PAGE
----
The District of Sooke’s 26-year-old municipal hall is set for some TLC.
The district issued a request for proposals from builders this winter for the design, upgrades, and modernization of the public building’s water lines and sprinkler systems, a contract estimated at $250,000.
The project is part of a 10-year, $1.2-million plan to renovate and refurbish the building at 2205 Otter Point Rd.
“It’s of critical importance that we have a safe building to work in to provide services to the community,” said Norm McInnis, the district’s chief administrative officer.
According to an engineer’s assessment, municipal hall did not reveal any visual evidence of “major structural failures,” soil erosion or differential settlement.
“The site buildings (which includes Firehall No. 1) appear to be in satisfactory condition and comparable standing to similar commercial properties in the area,” a report prepared for the district last March stated.
The building has not had any significant renovations in its lifetime, and many of the building systems – electrical, roof and HVAC have reached the end of their useful lives.
“The building is just getting older. You have code issues with most older buildings; once you start doing any renovations, you better be prepared to bring everything up to code,” McInnis said.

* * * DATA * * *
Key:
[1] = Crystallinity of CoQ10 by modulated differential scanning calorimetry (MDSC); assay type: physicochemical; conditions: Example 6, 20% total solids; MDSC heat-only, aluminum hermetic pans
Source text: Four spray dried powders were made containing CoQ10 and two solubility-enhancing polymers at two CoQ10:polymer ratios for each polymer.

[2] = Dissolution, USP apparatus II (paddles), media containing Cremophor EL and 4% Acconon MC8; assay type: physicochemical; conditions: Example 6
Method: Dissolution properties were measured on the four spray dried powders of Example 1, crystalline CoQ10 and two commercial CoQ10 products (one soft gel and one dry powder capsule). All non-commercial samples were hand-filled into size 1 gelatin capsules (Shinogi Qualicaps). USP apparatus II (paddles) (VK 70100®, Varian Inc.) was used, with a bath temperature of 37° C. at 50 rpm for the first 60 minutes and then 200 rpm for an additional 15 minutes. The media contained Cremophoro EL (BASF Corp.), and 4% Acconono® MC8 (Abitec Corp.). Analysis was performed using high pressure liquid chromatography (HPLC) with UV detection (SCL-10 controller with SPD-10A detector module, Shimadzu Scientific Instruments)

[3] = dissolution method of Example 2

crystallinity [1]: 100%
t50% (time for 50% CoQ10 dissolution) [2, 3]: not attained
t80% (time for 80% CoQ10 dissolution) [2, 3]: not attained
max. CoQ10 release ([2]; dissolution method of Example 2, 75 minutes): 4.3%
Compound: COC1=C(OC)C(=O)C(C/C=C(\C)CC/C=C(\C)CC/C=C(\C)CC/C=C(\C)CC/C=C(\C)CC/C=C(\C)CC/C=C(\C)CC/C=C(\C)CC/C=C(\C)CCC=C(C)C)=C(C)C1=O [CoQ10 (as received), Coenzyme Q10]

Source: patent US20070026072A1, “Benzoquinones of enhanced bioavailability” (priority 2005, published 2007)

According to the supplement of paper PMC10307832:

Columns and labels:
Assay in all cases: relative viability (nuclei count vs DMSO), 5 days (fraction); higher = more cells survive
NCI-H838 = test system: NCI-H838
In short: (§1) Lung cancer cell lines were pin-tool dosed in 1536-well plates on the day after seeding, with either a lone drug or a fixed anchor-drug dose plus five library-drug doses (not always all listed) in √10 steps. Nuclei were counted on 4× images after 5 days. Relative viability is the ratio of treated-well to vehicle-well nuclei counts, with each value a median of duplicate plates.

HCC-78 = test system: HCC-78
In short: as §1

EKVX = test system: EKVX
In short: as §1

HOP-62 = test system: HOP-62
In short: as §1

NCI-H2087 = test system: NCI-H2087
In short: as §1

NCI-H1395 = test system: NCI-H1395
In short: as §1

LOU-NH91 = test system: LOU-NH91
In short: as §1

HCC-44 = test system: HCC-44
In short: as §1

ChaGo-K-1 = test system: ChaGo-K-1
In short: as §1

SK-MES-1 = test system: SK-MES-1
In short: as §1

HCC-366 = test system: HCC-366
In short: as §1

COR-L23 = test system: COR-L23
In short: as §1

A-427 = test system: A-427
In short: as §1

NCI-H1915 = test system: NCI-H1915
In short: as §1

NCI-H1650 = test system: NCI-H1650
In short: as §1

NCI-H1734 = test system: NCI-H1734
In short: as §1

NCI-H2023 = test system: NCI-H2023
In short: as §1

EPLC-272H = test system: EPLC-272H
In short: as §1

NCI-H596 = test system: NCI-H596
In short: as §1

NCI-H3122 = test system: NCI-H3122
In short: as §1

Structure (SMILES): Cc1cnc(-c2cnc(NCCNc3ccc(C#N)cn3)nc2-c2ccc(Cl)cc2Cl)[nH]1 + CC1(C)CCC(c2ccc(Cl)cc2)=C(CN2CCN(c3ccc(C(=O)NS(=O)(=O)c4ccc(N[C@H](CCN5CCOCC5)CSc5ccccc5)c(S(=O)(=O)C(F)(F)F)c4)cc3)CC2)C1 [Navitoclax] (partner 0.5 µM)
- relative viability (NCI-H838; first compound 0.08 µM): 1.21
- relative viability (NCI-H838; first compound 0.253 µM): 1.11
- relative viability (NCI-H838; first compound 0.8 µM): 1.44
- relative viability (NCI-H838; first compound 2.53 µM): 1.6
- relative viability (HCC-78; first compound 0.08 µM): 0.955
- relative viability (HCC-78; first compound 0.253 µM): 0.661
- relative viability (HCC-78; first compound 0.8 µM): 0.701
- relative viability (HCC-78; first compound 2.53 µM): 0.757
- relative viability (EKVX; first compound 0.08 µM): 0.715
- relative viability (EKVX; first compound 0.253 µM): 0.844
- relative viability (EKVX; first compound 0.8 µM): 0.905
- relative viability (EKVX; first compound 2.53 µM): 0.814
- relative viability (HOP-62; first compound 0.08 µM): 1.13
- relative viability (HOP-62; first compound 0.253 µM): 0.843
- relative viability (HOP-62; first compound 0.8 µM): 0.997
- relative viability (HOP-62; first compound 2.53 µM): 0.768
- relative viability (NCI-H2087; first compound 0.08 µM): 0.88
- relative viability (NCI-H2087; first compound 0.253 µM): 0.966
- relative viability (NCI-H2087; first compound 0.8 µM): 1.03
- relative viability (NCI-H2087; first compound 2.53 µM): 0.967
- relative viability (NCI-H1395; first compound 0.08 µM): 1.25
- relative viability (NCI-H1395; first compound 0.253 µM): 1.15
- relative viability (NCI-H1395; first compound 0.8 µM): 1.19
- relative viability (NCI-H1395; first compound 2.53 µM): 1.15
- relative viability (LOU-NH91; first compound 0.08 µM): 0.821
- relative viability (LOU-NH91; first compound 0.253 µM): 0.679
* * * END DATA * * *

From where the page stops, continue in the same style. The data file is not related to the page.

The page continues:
Work will take place over several phases and include regular annual maintenance of the building.
Major work should add 30 to 40 years to the building’s life.
No serious discussion has taken place over the construction of a new municipal hall, McInnis said.
“We’re starting to outgrow it for sure, and we’re trying to be creative in how we can continue to expand as our community continues to grow,” McInnis said.
Since the beginning of the pandemic, the district has experimented with staff working from home. Numbers swelled in the spring, and now 17 staffers use a “hybrid model” of working at home and the office.
“We’re trying to be creative in how we can continue to expand as our community continues to grow,” McInnis said.
But for now, at least, McInnis expects the status quo at municipal hall.
“(The building) is in really good shape. The setting, the location, it’s a beautiful building and still functioning very well for us,” he said.
“To replace this building would cost millions of dollars.”